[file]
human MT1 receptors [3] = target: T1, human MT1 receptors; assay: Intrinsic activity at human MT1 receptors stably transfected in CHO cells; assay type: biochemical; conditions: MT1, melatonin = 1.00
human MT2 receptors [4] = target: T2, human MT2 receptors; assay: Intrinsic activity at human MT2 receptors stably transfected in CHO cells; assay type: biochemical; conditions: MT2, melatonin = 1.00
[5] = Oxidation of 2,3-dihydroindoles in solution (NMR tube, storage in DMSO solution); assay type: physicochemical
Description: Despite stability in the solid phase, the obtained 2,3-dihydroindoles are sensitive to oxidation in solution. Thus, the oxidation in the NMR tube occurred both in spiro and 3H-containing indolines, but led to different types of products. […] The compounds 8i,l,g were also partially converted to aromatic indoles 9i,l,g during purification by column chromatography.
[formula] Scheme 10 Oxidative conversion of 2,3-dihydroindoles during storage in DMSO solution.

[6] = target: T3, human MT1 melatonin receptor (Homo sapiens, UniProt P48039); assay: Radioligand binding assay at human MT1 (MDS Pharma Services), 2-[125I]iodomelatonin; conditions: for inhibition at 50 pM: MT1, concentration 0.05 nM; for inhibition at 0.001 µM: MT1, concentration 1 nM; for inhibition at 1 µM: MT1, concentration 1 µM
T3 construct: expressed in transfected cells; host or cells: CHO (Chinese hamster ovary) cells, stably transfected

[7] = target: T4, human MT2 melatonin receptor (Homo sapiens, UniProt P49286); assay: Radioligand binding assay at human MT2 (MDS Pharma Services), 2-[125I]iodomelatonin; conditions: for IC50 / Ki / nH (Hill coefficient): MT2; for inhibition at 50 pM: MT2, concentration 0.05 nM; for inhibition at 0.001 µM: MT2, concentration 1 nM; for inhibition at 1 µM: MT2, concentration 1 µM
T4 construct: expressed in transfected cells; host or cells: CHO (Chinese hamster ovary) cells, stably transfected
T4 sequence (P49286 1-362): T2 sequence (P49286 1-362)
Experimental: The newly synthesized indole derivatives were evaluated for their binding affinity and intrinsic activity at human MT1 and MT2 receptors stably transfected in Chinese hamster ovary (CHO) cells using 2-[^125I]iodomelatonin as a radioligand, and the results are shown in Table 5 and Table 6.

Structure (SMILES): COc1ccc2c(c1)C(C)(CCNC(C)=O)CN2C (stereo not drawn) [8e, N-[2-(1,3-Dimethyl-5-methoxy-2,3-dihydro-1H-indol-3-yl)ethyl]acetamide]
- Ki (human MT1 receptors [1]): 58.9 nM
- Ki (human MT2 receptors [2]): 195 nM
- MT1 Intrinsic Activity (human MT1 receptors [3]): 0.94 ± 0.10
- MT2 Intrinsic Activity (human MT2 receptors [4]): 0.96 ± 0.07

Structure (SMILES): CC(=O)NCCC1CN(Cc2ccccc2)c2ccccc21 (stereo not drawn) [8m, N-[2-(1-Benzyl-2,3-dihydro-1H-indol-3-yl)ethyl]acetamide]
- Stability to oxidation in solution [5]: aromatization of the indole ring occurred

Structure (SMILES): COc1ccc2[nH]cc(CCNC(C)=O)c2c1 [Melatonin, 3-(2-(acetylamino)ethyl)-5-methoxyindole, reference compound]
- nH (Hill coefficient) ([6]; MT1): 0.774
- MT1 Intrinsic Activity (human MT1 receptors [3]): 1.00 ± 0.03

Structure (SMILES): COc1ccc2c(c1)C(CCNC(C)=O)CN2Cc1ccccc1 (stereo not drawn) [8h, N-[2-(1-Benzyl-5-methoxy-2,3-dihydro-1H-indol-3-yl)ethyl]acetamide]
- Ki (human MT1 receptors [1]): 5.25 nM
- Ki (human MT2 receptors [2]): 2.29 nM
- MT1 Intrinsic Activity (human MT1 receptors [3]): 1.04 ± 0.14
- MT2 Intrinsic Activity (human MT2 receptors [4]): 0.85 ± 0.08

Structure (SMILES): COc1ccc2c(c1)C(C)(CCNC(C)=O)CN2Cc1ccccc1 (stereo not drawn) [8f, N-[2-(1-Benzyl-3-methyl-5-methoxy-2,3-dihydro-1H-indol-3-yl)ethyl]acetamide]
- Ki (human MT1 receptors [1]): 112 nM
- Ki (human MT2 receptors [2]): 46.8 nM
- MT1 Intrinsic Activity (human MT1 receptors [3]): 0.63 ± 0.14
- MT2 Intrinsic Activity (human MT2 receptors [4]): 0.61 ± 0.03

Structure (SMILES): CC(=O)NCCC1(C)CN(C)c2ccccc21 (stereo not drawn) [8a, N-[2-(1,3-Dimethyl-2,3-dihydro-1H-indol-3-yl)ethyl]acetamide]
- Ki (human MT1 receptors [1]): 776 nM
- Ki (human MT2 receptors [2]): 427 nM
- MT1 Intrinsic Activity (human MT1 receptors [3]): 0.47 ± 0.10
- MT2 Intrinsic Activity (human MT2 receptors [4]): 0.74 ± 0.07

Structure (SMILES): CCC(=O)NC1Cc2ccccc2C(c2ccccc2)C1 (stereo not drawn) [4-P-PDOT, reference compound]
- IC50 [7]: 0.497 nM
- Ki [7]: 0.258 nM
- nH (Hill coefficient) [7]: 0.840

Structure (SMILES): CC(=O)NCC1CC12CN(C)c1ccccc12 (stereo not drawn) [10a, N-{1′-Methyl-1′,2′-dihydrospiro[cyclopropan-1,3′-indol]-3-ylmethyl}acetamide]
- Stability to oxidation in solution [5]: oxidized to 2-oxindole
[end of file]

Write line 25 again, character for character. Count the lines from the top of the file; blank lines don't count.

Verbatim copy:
- MT1 Intrinsic Activity (human MT1 receptors [3]): 1.04 ± 0.14